The majority of U.K. and European actively managed equity funds denominated in pounds outperformed their benchmarks over 2013, while euro-denominated funds lagged.
For the first time, S&P Dow Jones Indices has analyzed the performance of actively managed European equity funds against their respective S&P benchmark over the one-, three- and five-year periods ended Dec. 31.
The firm's analysis found that 88.79% of pound-denominated funds investing in U.K. equities outperformed the benchmark, the S&P United Kingdom index, which gained 19.08% in 2013. Pound-denominated funds investing in European equities were a similar story, with 62.5% outperforming the S&P Europe 350 and its 20.97% return.
That outperformance extended to three- and five-year investment horizons, according to the S&P Indices Versus Active Funds Scorecard – Europe. For U.K. equities, 77.1% outperformed the three-year benchmark performance; for European equities, 73.77% outperformed over the same period. Over five years, 86.11% of U.K. actively managed funds outperformed the benchmark and 74.51% of European actively managed funds outperformed.
However, the same cannot be said for euro-denominated funds. For the year ended Dec. 31, 39.31% of European equities funds outperformed the S&P Europe 350; 23.25% outperformed over three years; and 36.17% over five years.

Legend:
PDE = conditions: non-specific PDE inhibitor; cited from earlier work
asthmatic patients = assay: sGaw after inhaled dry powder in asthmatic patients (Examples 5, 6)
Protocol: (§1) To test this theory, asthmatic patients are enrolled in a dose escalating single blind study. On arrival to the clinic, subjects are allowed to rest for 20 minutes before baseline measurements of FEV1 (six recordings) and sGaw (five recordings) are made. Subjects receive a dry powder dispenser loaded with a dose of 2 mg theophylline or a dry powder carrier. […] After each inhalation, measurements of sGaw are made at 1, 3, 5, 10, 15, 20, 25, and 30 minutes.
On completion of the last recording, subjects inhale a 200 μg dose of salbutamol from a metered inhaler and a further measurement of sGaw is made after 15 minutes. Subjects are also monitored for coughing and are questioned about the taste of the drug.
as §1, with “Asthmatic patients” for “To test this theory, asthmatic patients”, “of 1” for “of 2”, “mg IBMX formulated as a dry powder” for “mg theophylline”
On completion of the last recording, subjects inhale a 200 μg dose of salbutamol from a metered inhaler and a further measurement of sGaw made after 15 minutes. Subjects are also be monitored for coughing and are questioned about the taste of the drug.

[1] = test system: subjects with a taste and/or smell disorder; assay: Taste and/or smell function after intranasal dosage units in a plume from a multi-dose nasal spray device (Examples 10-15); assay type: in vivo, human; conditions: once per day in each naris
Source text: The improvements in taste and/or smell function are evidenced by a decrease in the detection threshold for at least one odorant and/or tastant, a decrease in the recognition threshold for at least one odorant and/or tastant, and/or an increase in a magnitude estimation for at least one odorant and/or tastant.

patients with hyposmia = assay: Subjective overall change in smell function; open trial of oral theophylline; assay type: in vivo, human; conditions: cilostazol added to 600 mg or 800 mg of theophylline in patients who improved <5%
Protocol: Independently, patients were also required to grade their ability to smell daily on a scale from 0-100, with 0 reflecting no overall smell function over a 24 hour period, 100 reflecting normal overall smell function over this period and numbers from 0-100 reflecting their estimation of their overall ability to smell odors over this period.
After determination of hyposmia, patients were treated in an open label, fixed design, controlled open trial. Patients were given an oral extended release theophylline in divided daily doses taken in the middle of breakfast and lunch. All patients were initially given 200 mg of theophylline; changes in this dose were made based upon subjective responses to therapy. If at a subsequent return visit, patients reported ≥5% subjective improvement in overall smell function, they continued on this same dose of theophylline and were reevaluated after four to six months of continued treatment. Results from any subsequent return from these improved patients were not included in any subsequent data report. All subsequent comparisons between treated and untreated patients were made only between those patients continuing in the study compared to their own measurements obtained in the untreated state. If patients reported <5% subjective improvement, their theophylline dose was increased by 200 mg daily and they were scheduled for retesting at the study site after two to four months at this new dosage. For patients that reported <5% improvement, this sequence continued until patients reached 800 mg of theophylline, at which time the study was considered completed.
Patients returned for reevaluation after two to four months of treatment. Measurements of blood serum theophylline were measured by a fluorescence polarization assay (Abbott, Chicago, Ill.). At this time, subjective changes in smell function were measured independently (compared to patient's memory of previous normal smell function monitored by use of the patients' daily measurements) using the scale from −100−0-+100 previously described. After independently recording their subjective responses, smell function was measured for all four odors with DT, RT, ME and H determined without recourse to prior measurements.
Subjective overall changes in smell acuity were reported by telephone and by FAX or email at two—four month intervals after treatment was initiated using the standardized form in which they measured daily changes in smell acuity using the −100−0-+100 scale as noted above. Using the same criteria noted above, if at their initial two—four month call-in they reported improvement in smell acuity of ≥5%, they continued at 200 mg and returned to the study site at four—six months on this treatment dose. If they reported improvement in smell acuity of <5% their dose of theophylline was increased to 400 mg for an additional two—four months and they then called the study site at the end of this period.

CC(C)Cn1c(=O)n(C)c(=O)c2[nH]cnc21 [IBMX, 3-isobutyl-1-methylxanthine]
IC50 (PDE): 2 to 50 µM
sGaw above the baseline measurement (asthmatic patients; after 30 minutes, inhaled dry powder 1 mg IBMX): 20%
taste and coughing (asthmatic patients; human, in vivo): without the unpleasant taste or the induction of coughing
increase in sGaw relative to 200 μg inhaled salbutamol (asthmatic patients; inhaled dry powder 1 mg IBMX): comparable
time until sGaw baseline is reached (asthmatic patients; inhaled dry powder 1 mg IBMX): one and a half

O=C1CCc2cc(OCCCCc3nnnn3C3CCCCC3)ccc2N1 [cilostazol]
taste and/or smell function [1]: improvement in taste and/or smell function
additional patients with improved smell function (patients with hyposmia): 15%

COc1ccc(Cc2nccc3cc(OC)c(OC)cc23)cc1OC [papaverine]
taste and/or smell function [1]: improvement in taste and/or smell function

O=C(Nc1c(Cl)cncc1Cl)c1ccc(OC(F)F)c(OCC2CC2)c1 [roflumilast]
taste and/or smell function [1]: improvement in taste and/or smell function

The research also found that money managers failed to take advantage of volatile emerging markets in 2013, with 70.52% of euro-denominated active managers and 60.8% of pound-denominated active managers underperforming the S&P Emerging Markets benchmark last year.
“We have been told that emerging markets are different, with opportunities to exploit anomalies” and generate performance because “they are more inefficient,” said Tim Edwards, director, index investment strategy, at S&P Dow Jones Indices, in a telephone interview. “I think it is interesting that our data suggests the opposite: it was hard to make money in emerging markets, but conversely it looks easy to outperform in the U.K.”
The firm already produces scorecards in the U.S., Canada and Australia, said Aye Soe, director, index research and design at S&P Dow Jones Indices, in the same interview. “When we looked at funds investing in emerging markets, the majority of them did poorly against the benchmark – that is the same in the U.S. We start to see consistent patterns,” she said.
Referring to data showing that 90.21% of pound-denominated active funds investing in U.K. large- and midcap equities outperformed for the one year, Mr. Edwards said it was “deeply unusual. That nine out of 10 managers in large- and midcap equities did better than the benchmark last year is extraordinary.”